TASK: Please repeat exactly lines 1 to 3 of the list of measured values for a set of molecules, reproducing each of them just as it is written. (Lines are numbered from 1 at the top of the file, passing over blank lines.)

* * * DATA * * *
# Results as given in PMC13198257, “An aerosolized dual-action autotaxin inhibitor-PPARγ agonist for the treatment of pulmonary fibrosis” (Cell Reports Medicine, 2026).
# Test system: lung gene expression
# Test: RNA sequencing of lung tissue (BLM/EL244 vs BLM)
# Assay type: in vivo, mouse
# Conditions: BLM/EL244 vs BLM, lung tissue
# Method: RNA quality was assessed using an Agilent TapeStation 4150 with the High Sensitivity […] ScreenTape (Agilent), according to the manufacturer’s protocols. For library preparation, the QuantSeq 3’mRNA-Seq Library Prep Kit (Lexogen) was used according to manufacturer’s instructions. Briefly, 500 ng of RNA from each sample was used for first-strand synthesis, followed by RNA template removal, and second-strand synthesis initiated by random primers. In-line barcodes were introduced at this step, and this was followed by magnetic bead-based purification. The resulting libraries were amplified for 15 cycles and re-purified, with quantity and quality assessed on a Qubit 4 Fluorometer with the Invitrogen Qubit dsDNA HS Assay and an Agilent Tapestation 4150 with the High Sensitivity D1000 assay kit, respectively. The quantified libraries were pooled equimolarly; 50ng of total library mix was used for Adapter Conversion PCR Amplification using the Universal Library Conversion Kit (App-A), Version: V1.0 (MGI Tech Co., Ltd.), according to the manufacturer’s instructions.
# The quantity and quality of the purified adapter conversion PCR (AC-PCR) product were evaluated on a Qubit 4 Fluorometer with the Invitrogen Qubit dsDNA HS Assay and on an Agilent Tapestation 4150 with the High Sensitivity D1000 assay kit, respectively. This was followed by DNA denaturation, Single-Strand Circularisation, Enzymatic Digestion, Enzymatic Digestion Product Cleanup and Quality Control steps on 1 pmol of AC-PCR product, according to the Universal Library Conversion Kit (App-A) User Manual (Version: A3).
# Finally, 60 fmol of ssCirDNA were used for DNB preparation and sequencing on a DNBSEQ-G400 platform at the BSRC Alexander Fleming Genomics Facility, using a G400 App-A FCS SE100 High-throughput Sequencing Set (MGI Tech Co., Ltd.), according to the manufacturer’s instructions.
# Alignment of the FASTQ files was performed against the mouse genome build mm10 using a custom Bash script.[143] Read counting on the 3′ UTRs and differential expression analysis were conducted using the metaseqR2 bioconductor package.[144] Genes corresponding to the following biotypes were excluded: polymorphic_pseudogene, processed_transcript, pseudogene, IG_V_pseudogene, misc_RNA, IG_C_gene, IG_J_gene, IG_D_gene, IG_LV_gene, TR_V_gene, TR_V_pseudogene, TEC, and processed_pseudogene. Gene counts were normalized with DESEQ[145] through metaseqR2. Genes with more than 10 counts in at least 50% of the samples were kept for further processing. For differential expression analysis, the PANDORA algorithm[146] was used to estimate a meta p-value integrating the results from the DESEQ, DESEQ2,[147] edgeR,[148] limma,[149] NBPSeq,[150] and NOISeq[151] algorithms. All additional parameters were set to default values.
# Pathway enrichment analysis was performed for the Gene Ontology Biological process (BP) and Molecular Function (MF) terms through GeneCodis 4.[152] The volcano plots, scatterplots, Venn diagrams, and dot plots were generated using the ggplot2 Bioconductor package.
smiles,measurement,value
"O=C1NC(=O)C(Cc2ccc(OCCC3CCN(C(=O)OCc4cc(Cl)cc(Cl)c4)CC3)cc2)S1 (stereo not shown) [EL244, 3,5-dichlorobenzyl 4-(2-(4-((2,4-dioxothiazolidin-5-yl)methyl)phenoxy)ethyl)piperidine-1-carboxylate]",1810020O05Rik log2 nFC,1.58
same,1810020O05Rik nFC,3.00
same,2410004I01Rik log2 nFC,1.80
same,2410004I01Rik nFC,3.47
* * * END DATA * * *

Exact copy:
# Results as given in PMC13198257, “An aerosolized dual-action autotaxin inhibitor-PPARγ agonist for the treatment of pulmonary fibrosis” (Cell Reports Medicine, 2026).
# Test system: lung gene expression
# Test: RNA sequencing of lung tissue (BLM/EL244 vs BLM)